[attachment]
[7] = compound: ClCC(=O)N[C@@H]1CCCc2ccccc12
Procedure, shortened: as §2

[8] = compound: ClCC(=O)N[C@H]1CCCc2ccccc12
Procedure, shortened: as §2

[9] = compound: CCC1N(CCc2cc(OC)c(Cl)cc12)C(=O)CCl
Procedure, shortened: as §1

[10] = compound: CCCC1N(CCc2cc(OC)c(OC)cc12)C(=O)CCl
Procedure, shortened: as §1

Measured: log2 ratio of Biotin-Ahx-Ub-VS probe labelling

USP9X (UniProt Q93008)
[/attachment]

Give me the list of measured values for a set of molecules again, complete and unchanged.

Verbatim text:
[7] = compound: ClCC(=O)N[C@@H]1CCCc2ccccc12
Procedure, shortened: as §2

[8] = compound: ClCC(=O)N[C@H]1CCCc2ccccc12
Procedure, shortened: as §2

[9] = compound: CCC1N(CCc2cc(OC)c(Cl)cc12)C(=O)CCl
Procedure, shortened: as §1

[10] = compound: CCCC1N(CCc2cc(OC)c(OC)cc12)C(=O)CCl
Procedure, shortened: as §1

Measured: log2 ratio of Biotin-Ahx-Ub-VS probe labelling

USP9X (UniProt Q93008)